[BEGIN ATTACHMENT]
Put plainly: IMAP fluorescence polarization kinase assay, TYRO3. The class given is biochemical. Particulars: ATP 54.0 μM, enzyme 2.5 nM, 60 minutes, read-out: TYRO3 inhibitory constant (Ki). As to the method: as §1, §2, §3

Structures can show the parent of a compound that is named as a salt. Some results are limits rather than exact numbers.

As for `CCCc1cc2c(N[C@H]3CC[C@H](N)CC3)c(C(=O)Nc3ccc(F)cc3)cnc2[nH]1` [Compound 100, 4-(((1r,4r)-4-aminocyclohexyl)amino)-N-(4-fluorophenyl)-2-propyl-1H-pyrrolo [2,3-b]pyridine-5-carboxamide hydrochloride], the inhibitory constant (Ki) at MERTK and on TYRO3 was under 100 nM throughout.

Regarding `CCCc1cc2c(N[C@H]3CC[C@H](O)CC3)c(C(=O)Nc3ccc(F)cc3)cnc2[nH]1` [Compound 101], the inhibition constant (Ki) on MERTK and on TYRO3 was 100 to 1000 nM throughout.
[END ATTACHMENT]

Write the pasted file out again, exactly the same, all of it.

Put plainly: IMAP fluorescence polarization kinase assay, TYRO3. The class given is biochemical. Particulars: ATP 54.0 μM, enzyme 2.5 nM, 60 minutes, read-out: TYRO3 inhibitory constant (Ki). As to the method: as §1, §2, §3

Structures can show the parent of a compound that is named as a salt. Some results are limits rather than exact numbers.

As for `CCCc1cc2c(N[C@H]3CC[C@H](N)CC3)c(C(=O)Nc3ccc(F)cc3)cnc2[nH]1` [Compound 100, 4-(((1r,4r)-4-aminocyclohexyl)amino)-N-(4-fluorophenyl)-2-propyl-1H-pyrrolo [2,3-b]pyridine-5-carboxamide hydrochloride], the inhibitory constant (Ki) at MERTK and on TYRO3 was under 100 nM throughout.

Regarding `CCCc1cc2c(N[C@H]3CC[C@H](O)CC3)c(C(=O)Nc3ccc(F)cc3)cnc2[nH]1` [Compound 101], the inhibition constant (Ki) on MERTK and on TYRO3 was 100 to 1000 nM throughout.